Independent Newspapers boss Iqbal Survé on Thursday accused rival Times Media Group of a “dirty tricks” campaign to rob his group of revenue and readers, after laying criminal charges against one of its editors and a reporter.
Sekunjalo Investments, which Survé chairs, brought the charges against Sunday Times editor Phylicia Oppelt and reporter Bobby Jordan.
The newspaper quoted on Sunday from the public protector’s preliminary findings on Sekunjalo Marine Services Consortium (SMSC) securing a contract worth R800m to run the country’s fisheries patrol fleet.
In an editorial, Survé said it was hypocritical for a newspaper to break the law — in this case the Public Protector Act, which states that draft reports are confidential — while expecting politicians to uphold it.
“It appears as if the media are keen for politicians to obey the law, but even keener to define themselves as above it.”
He accused Times Media Group of having tried in vain to wrest control of Independent Newspapers and trying to portray him as a “crooked businessman” and ANC lackey who wanted to counter negative reporting on the ruling party.
“I now have it on impeccable authority that the executives of TMG have crafted and funded an orchestrated campaign against me, whose ultimate aim is to undermine public and advertising confidence,” he said.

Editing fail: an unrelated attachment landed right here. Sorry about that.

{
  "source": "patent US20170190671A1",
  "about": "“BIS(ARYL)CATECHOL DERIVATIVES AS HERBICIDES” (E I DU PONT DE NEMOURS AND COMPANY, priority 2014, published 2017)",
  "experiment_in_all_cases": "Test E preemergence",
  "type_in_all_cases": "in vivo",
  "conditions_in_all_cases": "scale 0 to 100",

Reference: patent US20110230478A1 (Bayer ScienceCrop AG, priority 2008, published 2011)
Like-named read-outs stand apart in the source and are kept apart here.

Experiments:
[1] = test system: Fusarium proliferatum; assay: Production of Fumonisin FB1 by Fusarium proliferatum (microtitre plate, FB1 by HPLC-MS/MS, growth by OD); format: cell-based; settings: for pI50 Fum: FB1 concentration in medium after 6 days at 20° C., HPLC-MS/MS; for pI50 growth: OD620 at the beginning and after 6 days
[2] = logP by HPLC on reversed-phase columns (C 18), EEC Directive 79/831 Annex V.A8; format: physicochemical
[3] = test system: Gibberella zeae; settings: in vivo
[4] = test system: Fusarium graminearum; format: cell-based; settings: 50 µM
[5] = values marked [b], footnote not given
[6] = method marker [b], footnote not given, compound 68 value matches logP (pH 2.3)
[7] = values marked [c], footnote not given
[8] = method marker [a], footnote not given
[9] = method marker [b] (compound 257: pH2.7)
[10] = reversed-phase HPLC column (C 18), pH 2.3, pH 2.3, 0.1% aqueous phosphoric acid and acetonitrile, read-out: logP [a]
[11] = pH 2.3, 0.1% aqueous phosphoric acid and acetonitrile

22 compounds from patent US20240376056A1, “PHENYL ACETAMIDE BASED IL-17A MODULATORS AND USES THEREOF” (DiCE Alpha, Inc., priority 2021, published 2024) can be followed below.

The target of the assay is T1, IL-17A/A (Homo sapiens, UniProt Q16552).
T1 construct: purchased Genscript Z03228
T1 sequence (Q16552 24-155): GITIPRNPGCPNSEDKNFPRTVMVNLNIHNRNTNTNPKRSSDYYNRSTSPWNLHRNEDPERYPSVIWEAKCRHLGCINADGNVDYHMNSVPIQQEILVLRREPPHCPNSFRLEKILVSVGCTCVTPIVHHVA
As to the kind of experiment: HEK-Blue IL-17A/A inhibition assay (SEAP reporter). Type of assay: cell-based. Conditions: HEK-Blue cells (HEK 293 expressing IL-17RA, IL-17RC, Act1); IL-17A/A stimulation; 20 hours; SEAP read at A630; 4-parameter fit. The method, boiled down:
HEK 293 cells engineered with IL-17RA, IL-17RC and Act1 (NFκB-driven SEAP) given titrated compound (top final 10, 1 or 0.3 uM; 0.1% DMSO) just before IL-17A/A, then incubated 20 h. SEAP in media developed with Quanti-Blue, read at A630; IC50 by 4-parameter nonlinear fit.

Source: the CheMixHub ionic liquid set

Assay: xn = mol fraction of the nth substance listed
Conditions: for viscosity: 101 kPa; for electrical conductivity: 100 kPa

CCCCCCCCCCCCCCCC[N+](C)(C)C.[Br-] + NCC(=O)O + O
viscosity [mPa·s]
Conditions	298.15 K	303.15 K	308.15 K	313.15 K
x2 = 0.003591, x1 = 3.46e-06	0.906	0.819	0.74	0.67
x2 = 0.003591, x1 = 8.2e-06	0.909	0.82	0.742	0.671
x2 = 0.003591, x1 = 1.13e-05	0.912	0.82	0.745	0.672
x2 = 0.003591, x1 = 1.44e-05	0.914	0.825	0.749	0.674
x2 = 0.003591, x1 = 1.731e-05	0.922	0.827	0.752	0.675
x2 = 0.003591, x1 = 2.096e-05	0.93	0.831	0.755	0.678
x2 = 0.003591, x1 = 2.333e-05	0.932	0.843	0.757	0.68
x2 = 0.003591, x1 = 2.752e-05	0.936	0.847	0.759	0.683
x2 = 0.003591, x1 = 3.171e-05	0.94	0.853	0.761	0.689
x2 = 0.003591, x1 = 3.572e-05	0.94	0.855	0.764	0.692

Survé said Oppelt and Jordan “have availed themselves as the chief hatchet men in the group executives’ personalised campaign against me”.
He said Sunday Times columnist Chris Barron and Business Day editor Peter Bruce, “a man who holds the unique position of being South Africa’s only editor/publisher (so much for editorial integrity) are the standout character assassins”.
Survé went on to say it was ironic that he was seen as being too close to president Jacob Zuma by a media group “whose titles increasingly read like a manifesto for the Democratic Alliance”.
“The Times Media Group’s recent history of collaboration with the official opposition is just too rich and undeniable to be ignored.”
Times Media Group declined to comment. Oppelt and Bruce could not be reached for comment.
The South African National Editors’ Forum (Sanef) urged Survé to withdraw the charges against Oppelt and Jordan. Sanef said any such attempt to criminalise reporting would undermine the fight to maintain a free press in South Africa, in the face of legislation like the Protection of State Information Bill, and send the wrong message to staff at Independent Newspapers’ titles.
“Criminalising leaks must never be tolerated in an open, democratic society, especially when whistle-blowing is the only or alternative way of exposing maladministration and corruption.”
In its latest edition, the Sunday Times reported that Madonsela had found collusion by the Sekunjalo consortium.
But in her final report released on Thursday, she referred a decision on whether this was the case to the Competition Commission while finding that the contract created a conflict of interest.
The contract was cancelled because it was irregular in terms of the procurement rules of the department of agriculture, forestry & fisheries (DAFF).
“I was unable to find improper conduct or maladministration on DAFF’s role with regard to collusive tendering and have decided to refer the decision on whether SMSC’s conduct constituted collusive tendering to the Competition Commission,” Madonsela said. — Sapa